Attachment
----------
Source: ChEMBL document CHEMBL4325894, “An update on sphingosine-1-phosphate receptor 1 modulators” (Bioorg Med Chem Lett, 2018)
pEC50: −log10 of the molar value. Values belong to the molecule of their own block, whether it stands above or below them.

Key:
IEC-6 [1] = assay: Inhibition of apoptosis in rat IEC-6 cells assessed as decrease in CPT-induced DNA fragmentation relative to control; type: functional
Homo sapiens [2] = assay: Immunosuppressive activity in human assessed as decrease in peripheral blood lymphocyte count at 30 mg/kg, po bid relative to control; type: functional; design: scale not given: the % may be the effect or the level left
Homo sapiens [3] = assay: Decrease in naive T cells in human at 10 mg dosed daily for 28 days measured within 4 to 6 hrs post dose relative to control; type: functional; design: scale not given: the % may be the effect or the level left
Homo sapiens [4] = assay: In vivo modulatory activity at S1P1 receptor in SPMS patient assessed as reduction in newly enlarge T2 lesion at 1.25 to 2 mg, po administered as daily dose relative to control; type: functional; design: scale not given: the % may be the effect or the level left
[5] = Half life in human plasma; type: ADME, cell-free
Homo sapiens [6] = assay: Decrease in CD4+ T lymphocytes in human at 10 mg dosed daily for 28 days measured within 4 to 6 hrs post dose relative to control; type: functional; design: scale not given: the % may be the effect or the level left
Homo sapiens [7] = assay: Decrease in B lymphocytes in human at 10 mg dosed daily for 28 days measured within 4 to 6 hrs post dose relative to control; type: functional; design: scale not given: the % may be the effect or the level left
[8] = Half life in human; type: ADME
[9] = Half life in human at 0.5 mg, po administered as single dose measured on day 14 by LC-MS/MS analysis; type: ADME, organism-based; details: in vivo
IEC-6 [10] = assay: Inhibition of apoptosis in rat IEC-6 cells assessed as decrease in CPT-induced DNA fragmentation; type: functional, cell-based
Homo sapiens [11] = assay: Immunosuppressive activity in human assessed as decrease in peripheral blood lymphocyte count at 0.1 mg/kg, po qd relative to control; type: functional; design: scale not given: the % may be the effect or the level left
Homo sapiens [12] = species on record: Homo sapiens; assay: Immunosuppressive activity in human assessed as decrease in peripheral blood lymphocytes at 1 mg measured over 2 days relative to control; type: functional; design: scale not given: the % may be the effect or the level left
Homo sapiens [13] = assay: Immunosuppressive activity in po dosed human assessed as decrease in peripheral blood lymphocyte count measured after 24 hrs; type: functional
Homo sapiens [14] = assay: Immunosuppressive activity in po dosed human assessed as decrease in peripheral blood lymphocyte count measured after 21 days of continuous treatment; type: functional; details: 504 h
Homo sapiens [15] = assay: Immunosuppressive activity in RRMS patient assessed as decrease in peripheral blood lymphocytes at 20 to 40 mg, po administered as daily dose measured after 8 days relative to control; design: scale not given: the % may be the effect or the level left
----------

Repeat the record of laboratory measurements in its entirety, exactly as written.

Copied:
Source: ChEMBL document CHEMBL4325894, “An update on sphingosine-1-phosphate receptor 1 modulators” (Bioorg Med Chem Lett, 2018)
pEC50: −log10 of the molar value. Values belong to the molecule of their own block, whether it stands above or below them.

Key:
IEC-6 [1] = assay: Inhibition of apoptosis in rat IEC-6 cells assessed as decrease in CPT-induced DNA fragmentation relative to control; type: functional
Homo sapiens [2] = assay: Immunosuppressive activity in human assessed as decrease in peripheral blood lymphocyte count at 30 mg/kg, po bid relative to control; type: functional; design: scale not given: the % may be the effect or the level left
Homo sapiens [3] = assay: Decrease in naive T cells in human at 10 mg dosed daily for 28 days measured within 4 to 6 hrs post dose relative to control; type: functional; design: scale not given: the % may be the effect or the level left
Homo sapiens [4] = assay: In vivo modulatory activity at S1P1 receptor in SPMS patient assessed as reduction in newly enlarge T2 lesion at 1.25 to 2 mg, po administered as daily dose relative to control; type: functional; design: scale not given: the % may be the effect or the level left
[5] = Half life in human plasma; type: ADME, cell-free
Homo sapiens [6] = assay: Decrease in CD4+ T lymphocytes in human at 10 mg dosed daily for 28 days measured within 4 to 6 hrs post dose relative to control; type: functional; design: scale not given: the % may be the effect or the level left
Homo sapiens [7] = assay: Decrease in B lymphocytes in human at 10 mg dosed daily for 28 days measured within 4 to 6 hrs post dose relative to control; type: functional; design: scale not given: the % may be the effect or the level left
[8] = Half life in human; type: ADME
[9] = Half life in human at 0.5 mg, po administered as single dose measured on day 14 by LC-MS/MS analysis; type: ADME, organism-based; details: in vivo
IEC-6 [10] = assay: Inhibition of apoptosis in rat IEC-6 cells assessed as decrease in CPT-induced DNA fragmentation; type: functional, cell-based
Homo sapiens [11] = assay: Immunosuppressive activity in human assessed as decrease in peripheral blood lymphocyte count at 0.1 mg/kg, po qd relative to control; type: functional; design: scale not given: the % may be the effect or the level left
Homo sapiens [12] = species on record: Homo sapiens; assay: Immunosuppressive activity in human assessed as decrease in peripheral blood lymphocytes at 1 mg measured over 2 days relative to control; type: functional; design: scale not given: the % may be the effect or the level left
Homo sapiens [13] = assay: Immunosuppressive activity in po dosed human assessed as decrease in peripheral blood lymphocyte count measured after 24 hrs; type: functional
Homo sapiens [14] = assay: Immunosuppressive activity in po dosed human assessed as decrease in peripheral blood lymphocyte count measured after 21 days of continuous treatment; type: functional; details: 504 h
Homo sapiens [15] = assay: Immunosuppressive activity in RRMS patient assessed as decrease in peripheral blood lymphocytes at 20 to 40 mg, po administered as daily dose measured after 8 days relative to control; design: scale not given: the % may be the effect or the level left